"Humour in parliament makes an interesting subject of study. In a parliamentary democracy based on party system, parliament often functions under great stress and strain and the atmosphere in the House for part of the day remains surcharged. But even in the midst of confrontation, one comes across instances of wit, wisdom and amusing remarks. Most of these are made in lighter vein and serve as oasis, as it were, in the dry desert of verbal duels. None of these exchanges are pre-rehearsed or pre-meditated and that is precisely why they are so good. They are the products of lively and vivacious minds reacting instantly to a particular situation; words often uttered by persons who could normally claim no particular ability to be witty. Cutting across the party lines or political differences these crisp observations often serve the purpose of lightening the atmosphere in the House which otherwise could be serious and tension-ridden. Without these, the debate and proceedings of the House would be sterile indeed," writes Sudarshan Aggarwal, former Secretary General RS in the preface to a book on wit and humour in the Upper House.
During a discussion on delayed Air India flights in the late 70s, Smt. Yashoda Reddy was interrupted by Shri. Bhupesh Gupta who said, "It is better to be delayed than be dead," The Deputy Chairman (DB Thengdi) told Bhupesh Gupta that he should not interrupt ladies. Sympathising with Gupta, Yashoda Reddy remarked, "Unfortunately for Mr. Gupta, he has no ladies to interrupt him in his house. So he seeks to interrupt on the floor of the House." This remark of Smt. Reddy led to this further interesting exchange in the House:
Shri. MP Bhargava: It is his abnormal behaviour.
Smt. Yashoda Reddy: He is quite normal, except on occasions. I have seen Mr. Gupta for 13 years and it is a good period to judge a person.
Shri. Bhupesh Gupta: The only thing I would ask the lady is, can experienced men only interrupt? She says that I have no ladies at home.
Smt. Yashoda Reddy: My comment came because somebody said: 'Do not interrupt ladies. I said, 'Give him this much of leniency as he has no ladies in his house.' I meant nothing more.
After all these exchanges, the Rajya Sabha functioned normally and no social media exchanges happened. No one accused veteran Communist leader Bhupesh Gupta of being a misogynist.
In fact, in another exchange of words in the early 90s, involving none other than Renuka Chowdhury, one member used the word "chandika".
Shri AG Kulkarni: Sir, I only request through you that a friend and a fair lady Renuka in mythology is a very sober lady. She is not a Chandika (ferocious Goddess). She should be sober.
The vice-chairman (Jagesh Desai): She is sober. Sit down please.
Some MPs like Chitta Basu, Bhupesh Gupta, Atal Behari Vajpayee and Saroj Khaparde have been at the receiving end for their single status.
Even Prime Ministers were not spared when it came to making comments about their appearance, all in a lighter vein of course. During a supplementary question on the activities of Rashtriya Swayamsevak Sangh (RSS), the ever jovial and good-humoured Piloo Mody, addressing the Home Minister, said, "Do not look towards the Prime Minister. She may be more attractive. Look towards me." Prime Minister Indira Gandhi smiled and quickly retorted that Piloo Mody had no difficulty in attracting attention here or anywhere else.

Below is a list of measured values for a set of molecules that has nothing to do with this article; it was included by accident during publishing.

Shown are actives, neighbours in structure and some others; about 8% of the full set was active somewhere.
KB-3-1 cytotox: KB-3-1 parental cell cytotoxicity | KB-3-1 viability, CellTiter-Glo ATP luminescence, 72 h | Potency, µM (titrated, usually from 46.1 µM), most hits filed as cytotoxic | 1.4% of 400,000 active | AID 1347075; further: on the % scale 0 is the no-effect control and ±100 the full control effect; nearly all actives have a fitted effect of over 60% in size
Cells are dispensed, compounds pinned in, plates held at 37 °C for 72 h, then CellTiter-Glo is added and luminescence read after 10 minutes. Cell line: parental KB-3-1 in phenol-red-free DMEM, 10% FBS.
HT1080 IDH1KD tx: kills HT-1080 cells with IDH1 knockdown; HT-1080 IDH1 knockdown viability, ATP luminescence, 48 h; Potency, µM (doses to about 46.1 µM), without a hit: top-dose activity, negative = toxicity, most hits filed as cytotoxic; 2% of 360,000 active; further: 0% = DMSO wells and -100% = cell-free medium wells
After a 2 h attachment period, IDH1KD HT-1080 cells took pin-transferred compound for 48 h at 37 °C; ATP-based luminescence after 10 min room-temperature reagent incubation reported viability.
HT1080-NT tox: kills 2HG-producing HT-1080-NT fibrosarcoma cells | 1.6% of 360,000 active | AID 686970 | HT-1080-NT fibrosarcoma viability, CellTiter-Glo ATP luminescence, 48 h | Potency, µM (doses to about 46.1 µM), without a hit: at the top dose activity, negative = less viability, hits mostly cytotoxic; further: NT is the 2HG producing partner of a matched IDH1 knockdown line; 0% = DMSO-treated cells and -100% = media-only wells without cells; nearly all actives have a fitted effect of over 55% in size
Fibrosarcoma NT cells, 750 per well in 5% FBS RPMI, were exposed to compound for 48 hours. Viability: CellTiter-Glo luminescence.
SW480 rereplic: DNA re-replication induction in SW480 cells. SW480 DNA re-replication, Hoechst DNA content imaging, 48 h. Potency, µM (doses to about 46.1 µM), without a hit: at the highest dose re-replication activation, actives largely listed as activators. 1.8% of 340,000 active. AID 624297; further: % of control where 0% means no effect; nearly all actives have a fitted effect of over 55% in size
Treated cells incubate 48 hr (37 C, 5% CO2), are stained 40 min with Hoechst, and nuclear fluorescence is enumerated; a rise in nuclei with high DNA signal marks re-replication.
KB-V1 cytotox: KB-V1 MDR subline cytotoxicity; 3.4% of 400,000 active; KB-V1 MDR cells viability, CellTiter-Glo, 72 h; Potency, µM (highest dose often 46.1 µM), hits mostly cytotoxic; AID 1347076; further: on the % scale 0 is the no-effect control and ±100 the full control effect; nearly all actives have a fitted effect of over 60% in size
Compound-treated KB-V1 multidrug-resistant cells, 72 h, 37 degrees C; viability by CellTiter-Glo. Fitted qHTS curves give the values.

The Congress party's consternation about the Prime Minister's speech last week is understandable. An orator par excellence, Narendra Modi brought back memories of Atal Behari Vajpayee in parliament. He touched upon issues that will make the Congress look small in the eyes of the people. The fact that the Congress has claimed credit for everything in the country from democracy to Independence and monetised this claim to its fullest advantage needs no proof. Modi's reference to ancient republics of the Buddhist era is part of India's democratic institution building history.
If the Congress wants to appropriate all credits or democracy, it stands condemned also for the atrocities committed during the dreaded Emergency. The fact that Article 356 was used unabashedly used, or rather misused, by the Congress to dismiss non-Congress governments not once but almost 90 times is all part of parliamentary history.
Modi's reference to the role of the Congress in Partition has stung that party badly, but the truth, according to many historians, is that the Congress leaders have themselves accepted that Partition was avoidable but some leaders had no vigour to engage in another prolonged fight for freedom. Mahatma Gandhi and Sardar Patel had vowed to resist Partition. (Vivisect me before vivisecting India, Mahatma Gandhi had said). The history of Partition will continue to throw up many surprises and the Congress cannot escape blame for the sins of commission and omission of their leaders' role during that period. By mentioning Partition and the saga of the unification of states by Sardar Patel, with special reference to the messing up in Jammu and Kashmir by Pandit Nehru, Modi has brought these issues into public domain. A healthy debate on these issues will strengthen democracy and may throw up solutions that the political class has been incapable of finding till now. This is akin to the BJP's idea of a nationwide debate on Article 370 and triple talaq.
In the bargain, if the shenanigans of vote bank politics played by the Congress are exposed, the party must accept them. In a way, that may pave the way for the cleansing of the party and facilitate the Congress to begin afresh with a clean slate.
(The author is a commentator on economic, political and strategic issues.)
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